We were lucky enough to have a game show and discussions with teen authors about dystopias and apocalypses and whether or not we would have the strength to survive them. The event was held at the Margaret Berger Forum in the Stephen A. Schwarzman Building of the New York Public Library. It was hosted by Chris Shoemaker, Young Adult Programming Specialist for NYPL. Refreshments were served afterwards, and teens signed up to participate in the games ahead of time. Music entertained the audience prior to the event. Many people showed up to try their luck at a game show and hear from the teen authors.
Could you survive a Young Adult Dystopia? was the theme of the event.
Shoemaker mentioned that the event was about what it means to be a teen in New York City. He said that is where teens want to be, the Library wants to be there with them. He mentioned that dark themes would be explored during the event. He asked what makes destroying the world so much fun.
To start off a game show, he asked his assistant to call the first victims. Two teens were randomly chosen as contestants.
The first game was Wheel of Misfortune.
1. The clue in the first phrase was "same name." He asked the contestants to choose a letter. They chose E. There were two Es, which were revealed on the projected screen to the contestants and the audience. It was a four-word puzzle. Shoemaker asked for contestant and audience guesses. Eventually, someone guessed the answer: "Katniss and Primrose Everdeen." (characters in The Hunger Games)
2. The clue in the second phrase was "food & drink." It was a six-word puzzle. Contestants chose letters, and contestants and audience members guessed. Eventually, someone guessed the answer: "fresh bread from the Mellark Bakery." (The Hunger Games)
Authors Anna Carey and Jon Skovron: Two authors were invited to join Shoemaker on the stage to read from their work and answer questions. Anna Carey, author of the Eve Trilogy and Jon Skovron, author of Misfit joined him.
Anna Carey's books
Jon Skovron's books
Carey read a passage about an all girls school. She stated that to go beyond the wall at the school is to die. However, when the girl went beyond the wall, her life took on new meaning.
Skovron read from Misfit. He stated that the world is slowly slipping into entropy.
Shoemaker asked the authors what is the hardest part about creating a plausible apocalypse.
Carey stated that she writes from her own fears. The most fun was exploring her own fears. It is fun for the reader to be scared, and he or she is not putting the book down.
Skovron said that oftentimes when someone is in a worst case scenario, it is an opportunity for him or her to shine. He mentioned that dystopia is cool when you can see the possibility of redemption. He states that when an apocalyptic situation is seen through a dramatic novel in a global way, it is gratifying and satisfying. When apocalyptic situations are seen on the micro scale in everyday situations, it can be depressing.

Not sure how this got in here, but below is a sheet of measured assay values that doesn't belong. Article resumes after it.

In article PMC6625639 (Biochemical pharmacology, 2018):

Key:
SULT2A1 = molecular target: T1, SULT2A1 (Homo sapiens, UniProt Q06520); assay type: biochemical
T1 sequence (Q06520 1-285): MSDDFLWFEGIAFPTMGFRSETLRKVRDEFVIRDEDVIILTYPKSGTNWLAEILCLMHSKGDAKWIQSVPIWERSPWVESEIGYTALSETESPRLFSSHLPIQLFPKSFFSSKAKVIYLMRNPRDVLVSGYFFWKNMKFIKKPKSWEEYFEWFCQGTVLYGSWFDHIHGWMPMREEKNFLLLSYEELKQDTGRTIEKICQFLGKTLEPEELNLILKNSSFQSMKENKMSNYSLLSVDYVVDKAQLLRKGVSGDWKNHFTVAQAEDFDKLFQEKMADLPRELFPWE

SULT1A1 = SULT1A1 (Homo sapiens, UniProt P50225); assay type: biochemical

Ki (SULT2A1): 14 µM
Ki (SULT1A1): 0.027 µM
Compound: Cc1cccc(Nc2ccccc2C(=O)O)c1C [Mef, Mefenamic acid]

Shoemaker asked the authors where they draw the line about how they are going to end the world.
Carey stated that she is imagining a world where people are gone, but the world is not bleak. There would be life after people.
Skovron stated that it is not so much the destruction that is the focus, but what happens after. He mentioned that the world is evicting humanity for being lousy tenants.
Authors Sarah Beth Durst and Lissa Price: Shoemaker called the next two authors to the stage, Sarah Beth Durst, author of Drink, Slay, Love and Lissa Price, author of Starters.
Sarah Beth Durst's books
Price read from Starters without an introduction.
Durst wrote Drink, Slay, Love about a 16-year-old vampire named Pearl, who saw a sparkling unicorn in a parking lot, whose hoof beats resembled ringing bells.
Shoemaker asked the authors which comes first in their stories, the characters or the world.
Price stated that the character is written into the context of the world. For example, she wrote a story in which only the very young and the very old survive due to a type of illness.
Durst stated that she created the world first, and then she started thinking about unicorns randomly on a Saturday afternoon. She likes to build worlds and think about which person would suffer most in that world, and place that character there.
Shoemaker asked the authors if when they start with one world, if they move on to other worlds.
Price said that movie people were asking her if she could go beyond two books. They wanted three to five movies. Her answer was that she was going to have to find a way to move into other worlds, even though it would be challenging for her.
Durst said that she set novels in places that she loves, and that she destroys them with love. She thinks that the characters would be irrevocably changed if they were plucked into another world. When creating new worlds, she feels the need to create new characters to fit into those worlds.
Shoemaker stated, "Once a dystopian survivor, always a dystopian survivor."
Shoemaker asked his assistant to call the next two teen contestants to the stage, who would have the honor of playing a different game show: Jeopardy.
A. The category for the first query was "Nature's Most Destructive Events." The contestants and audience members guessed answers. Eventually, they came up with the following three most popular answers.
2. A sibling's temper tantrum
3. Tidal wave
B. The category for the second query was "How to Avoid a Zombie Bite." The contestants and audience members guessed answers, until the most popular three answers were revealed.
1. Wearing a torn cocktail dress — it works for Milla Jovovich.
2. Staying away from your significant other (who may have been bitten).
3. Staying on the rooftop.
Two more contestants were called. The category for this query was "You've fallen into quicksand! Remember how to survive?"
1. Don't kick.
2. Try to lie down.
3. Don't worry (you will die of dehydration).
Authors Anne Heltzel and Lauren McLaughlin: Two more authors were called: Anne Heltzel, author of Circle Nine and Lauren McLaughlin, author of Scored.